[gclist] Buffy finalizer slayer.

Charles Fiterman cef@geodesic.com
Fri, 11 Jun 1999 09:33:20 -0500

At 10:02 AM 6/11/99 -0400, David Chase wrote:
>At 08:03 AM 6/11/99 -0500, Charles Fiterman wrote:
>>So instead of running a finalizer lets send out a death notice. I call
>>objects receiving a death notice watcher objects. One way of building a
>>watcher object is to include a weak pointer to the object to be shut down.
>>Finalizers may allocate storage and trigger a collect from within the
>>Finalizer objects require extra collector overhead in a world where we are
>>judged by latency. Watcher objects run at the convenience of the mutator.
>You should probably go have a look at weak/soft/phantom references
>in the "Java 2" (aka jdk1.2) documentation.  However, I find these
>weak references are no easier or cheaper to implement than
>finalization.  It has also been our experience ("our" == me and
>colleagues) that Finalizer objects do not run "within" the collector;
>instead, the collector queues them and hands them off to the mutator,
>where they are run in one of a collection of threads designated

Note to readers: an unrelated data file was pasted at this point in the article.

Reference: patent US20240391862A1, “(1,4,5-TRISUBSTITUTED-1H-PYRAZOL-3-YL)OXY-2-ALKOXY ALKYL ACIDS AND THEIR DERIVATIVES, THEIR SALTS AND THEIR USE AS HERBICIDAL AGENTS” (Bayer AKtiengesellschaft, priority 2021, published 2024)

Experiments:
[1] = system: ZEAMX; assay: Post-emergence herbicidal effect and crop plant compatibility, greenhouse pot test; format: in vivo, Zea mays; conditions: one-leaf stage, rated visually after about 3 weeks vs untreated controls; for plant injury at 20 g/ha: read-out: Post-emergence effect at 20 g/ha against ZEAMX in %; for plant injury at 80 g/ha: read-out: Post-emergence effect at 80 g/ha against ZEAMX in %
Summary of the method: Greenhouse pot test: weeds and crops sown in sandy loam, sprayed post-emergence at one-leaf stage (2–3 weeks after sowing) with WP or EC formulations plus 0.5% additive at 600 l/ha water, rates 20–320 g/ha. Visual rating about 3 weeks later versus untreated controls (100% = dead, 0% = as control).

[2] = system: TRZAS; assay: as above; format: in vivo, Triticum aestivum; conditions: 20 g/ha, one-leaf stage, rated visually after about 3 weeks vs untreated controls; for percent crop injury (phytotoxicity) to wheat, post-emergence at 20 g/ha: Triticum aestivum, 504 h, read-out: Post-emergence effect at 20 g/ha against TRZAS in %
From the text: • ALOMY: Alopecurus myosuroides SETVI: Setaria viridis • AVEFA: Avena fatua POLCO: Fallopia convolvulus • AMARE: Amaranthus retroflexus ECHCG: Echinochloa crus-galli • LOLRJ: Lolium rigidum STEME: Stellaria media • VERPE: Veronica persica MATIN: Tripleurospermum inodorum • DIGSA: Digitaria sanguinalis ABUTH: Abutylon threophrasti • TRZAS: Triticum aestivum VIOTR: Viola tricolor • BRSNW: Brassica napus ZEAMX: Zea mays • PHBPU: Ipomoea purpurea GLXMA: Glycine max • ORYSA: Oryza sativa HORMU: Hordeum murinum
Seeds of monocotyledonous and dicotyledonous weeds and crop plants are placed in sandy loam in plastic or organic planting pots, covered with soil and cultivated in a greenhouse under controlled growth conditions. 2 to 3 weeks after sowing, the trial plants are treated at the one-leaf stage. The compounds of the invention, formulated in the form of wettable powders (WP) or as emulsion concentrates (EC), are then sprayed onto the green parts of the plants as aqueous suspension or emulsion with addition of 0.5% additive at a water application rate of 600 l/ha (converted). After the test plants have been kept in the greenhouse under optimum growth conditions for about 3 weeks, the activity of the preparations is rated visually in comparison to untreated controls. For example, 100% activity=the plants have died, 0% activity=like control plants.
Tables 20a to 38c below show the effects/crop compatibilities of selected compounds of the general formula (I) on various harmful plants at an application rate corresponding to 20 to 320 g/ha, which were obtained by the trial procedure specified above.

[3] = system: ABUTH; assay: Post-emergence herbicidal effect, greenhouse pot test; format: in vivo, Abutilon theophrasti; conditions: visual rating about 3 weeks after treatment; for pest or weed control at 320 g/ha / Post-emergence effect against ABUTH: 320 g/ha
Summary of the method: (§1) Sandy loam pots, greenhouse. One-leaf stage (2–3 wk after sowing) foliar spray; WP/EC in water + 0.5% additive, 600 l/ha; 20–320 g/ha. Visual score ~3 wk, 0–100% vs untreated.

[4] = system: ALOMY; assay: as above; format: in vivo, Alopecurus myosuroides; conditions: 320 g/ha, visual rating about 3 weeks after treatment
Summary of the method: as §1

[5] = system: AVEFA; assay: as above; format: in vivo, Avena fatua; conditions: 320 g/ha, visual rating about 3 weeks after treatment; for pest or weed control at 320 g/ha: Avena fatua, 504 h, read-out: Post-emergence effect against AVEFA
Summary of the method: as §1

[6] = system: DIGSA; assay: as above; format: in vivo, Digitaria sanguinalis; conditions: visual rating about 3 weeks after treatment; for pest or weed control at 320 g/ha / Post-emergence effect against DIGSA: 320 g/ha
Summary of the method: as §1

>for this purpose (not under user control, but not randomly chosen,

Java finalizers are unordered. The Boehm collector uses pointers to order
finalizers. This involves scanning finalizer objects and the things they
point to etc. Which is a lot of overhead especially if you have a long
chain of finalizer objects which only get run at one per collection by the
Boehm collector. I call this the billion dollar lottery bug.
Congratulations you've won dollar a year for a billion years but we've put
those dollar bills in a big stack and you've got to count through the stack
twice every year to get the one at the bottom.  

I think alphabetic by class name makes far more sense than topological
pointer order and alphabetic by class name is chosen to be ludicrous. But
alphabetic by class name has no cycles and the finalizers all get run when
their objects are discovered. Its simple to document and natural to use and
its n*log(n) rather than n*n in overhead and once your program works its
portable to other systems with no surprises. At one point I considered
giving objects finalizer order numbers they could manipulate. There are bad
problems when you hit true multiple inheritance, another bad mistake Java
avoided, I gave the notion up.